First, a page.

A key aspect of improving cybersecurity is getting the attention of the C-suite and persuading them to make it more of a priority. Robert Lord, co-founder and CEO of Baltimore-based cybersecurity firm Protenus, has seen a recent increase in spending on such efforts and believes cybersecurity will rise as more of a strategic priority for healthcare providers.
But making cybersecurity a strategy priority is only the first step. Empowering CIOs to have a bigger voice at the table in addition to budgeting for such priorities is the next layer that hospital administrators will need to tackle. Though such conversations can be tough, they are easier than any conversation after a cyberattack event.
Executives in particular will keep an eye on the bottom line when there are cybersecurity decisions to be made. There may be disagreements about how much an organization should spend in this area, but the focus should be less on the dollar figure and more on how much security it provides, Steve Weber, director of the Center for Long-Term Cybersecurity at University of California, Berkeley, told Healthcare Dive.
“I feel like there’s an awareness of the vulnerabilities but there isn’t a clean path to resolving those vulnerabilities because the costs of changing that stuff is so high,” Weber said.
However, the WannaCry attack should show hospital administrators that cybersecurity efforts take time but they are beneficial in the long run — especially in order to prevent having to make the decision whether to turn patients away from care because of a hacking incident.
"Healthcare is woefully under-protected with relation to cybersecurity and privacy protections," Lord told Healthcare Dive. "There's a systematic lack of investments and board level and C-suite support" in addition to a historical lack of cybersecurity preparation. While businesses can expect another cyberattack with its eye on ransomware, malware is ever-evolving.
3. The healthcare industry is new to using IT
Truth be told, most healthcare providers are new to the idea of a digital environment. Other industries have had a lot longer time to figure out how to keep their systems secure.
It wasn't that long ago the federal government enacted the Meaningful Use program that led providers — kicking and screaming — to adopt EHRs. In addition, technology rollouts such as EHR implementations are costly and can take a long time.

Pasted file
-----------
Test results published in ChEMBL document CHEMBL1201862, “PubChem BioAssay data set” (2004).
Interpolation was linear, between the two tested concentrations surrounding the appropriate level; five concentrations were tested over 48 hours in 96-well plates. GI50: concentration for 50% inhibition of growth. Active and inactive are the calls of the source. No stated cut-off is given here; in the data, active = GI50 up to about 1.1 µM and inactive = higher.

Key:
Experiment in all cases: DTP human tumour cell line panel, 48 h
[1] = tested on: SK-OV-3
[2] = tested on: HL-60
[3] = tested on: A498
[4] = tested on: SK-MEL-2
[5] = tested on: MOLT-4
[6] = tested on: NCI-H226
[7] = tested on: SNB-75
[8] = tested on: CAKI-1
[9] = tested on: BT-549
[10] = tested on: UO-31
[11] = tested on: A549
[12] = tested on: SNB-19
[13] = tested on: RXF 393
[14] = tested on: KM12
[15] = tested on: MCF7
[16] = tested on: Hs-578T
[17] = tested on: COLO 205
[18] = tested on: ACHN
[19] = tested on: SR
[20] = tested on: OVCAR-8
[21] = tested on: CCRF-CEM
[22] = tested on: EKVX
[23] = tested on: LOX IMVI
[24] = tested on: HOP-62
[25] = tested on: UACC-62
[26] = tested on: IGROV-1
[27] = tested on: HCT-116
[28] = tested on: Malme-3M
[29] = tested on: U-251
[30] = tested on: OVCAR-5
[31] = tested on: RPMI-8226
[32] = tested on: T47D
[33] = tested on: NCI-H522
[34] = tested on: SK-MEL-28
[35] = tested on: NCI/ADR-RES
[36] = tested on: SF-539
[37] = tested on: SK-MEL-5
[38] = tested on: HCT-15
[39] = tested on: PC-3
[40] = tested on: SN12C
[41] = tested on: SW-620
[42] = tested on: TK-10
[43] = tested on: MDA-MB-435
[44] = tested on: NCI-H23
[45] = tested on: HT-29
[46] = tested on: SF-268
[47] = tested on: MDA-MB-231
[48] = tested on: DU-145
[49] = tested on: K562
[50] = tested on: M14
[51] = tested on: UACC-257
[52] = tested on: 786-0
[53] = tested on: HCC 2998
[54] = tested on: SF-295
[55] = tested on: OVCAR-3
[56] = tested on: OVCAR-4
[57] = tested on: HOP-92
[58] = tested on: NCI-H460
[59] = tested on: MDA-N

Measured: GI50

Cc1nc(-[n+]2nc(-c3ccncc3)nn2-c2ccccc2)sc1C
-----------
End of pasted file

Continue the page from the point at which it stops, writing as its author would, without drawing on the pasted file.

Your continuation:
By the time the money is spent and the switch has been turned on, it could already be time to think about security upgrades, which involves personnel time and labor costs. It's no surprise the process sounds exhausting to any administrator who may want room to breathe after turning a health IT tool on before dealing with system maintenance.
Health systems also have to ensure they are complying with patient privacy and laws like HIPAA. The law’s strict regulations that are meant to ensure patient data stays private create roadblocks for organizations looking to outside software for more protection, Weber said.
“Some things that would be common sense in other parts of the economy are different because of privacy issues,” he said, adding interoperability is also key to a successful EHR but it only creates more vulnerabilities.
“This is basically a rule of security for the most part — when we make things more convenient we make them more risky,” he said.
4. Ransomware is not new, but this attack was more frightening
Ransomware attacks came to the surface in the healthcare world last year after Hollywood Presbyterian Medical Center and the Maryland-based MedStar hospital system were breached. Both were said to have spent days reverting back to pen and paper while systems were locked down.
According to a 2016 analysis by Protenus, hacking of all varieties, including ransomware, accounted for 26.8% of all healthcare data breaches. Of the 120 hacking incidents studied, 30 involved ransomware, and another 10 involved other forms of extortion regarding accessed data. A more recent report from Protenus found the number of affected healthcare records from a breach skyrocketed in March compared to the year's earlier months.
About 1.5 million patient records were affected in March across 39 separate breach incidents. Of these events, 28% were attributed to hacking, though Protenus noted the lack of detail in HHS data makes it difficult to pinpoint the different varieties of hacking.
Cybersecurity experts are still assessing the global damage from WannaCry but there are some key elements of the attack that should be highlighted. The unprecedented global scale certainly makes the WannaCry attack frightening — especially considering the event breached not just into hospitals but a variety of businesses. But what also makes the attack unsettling is the malware acted differently from traditional ransomware attacks.
Ransomware can hijack a hospital system and demand a payment to return the system's control to the healthcare provider. Generally, these attacks have been executed via phishing email efforts. In WannaCry's case, the malware acted as a worm, spreading throughout computer to computer automatically through a systems' vulnerabilities.
Finn of Symantec summed up another important takeaway. "The lesson for all of us is there will always be another attack," he said, adding it's always an unknown what an attack will be. So it's important to be current with systems and share information through informal networks or shared facilities to promote education and awareness of bad actors.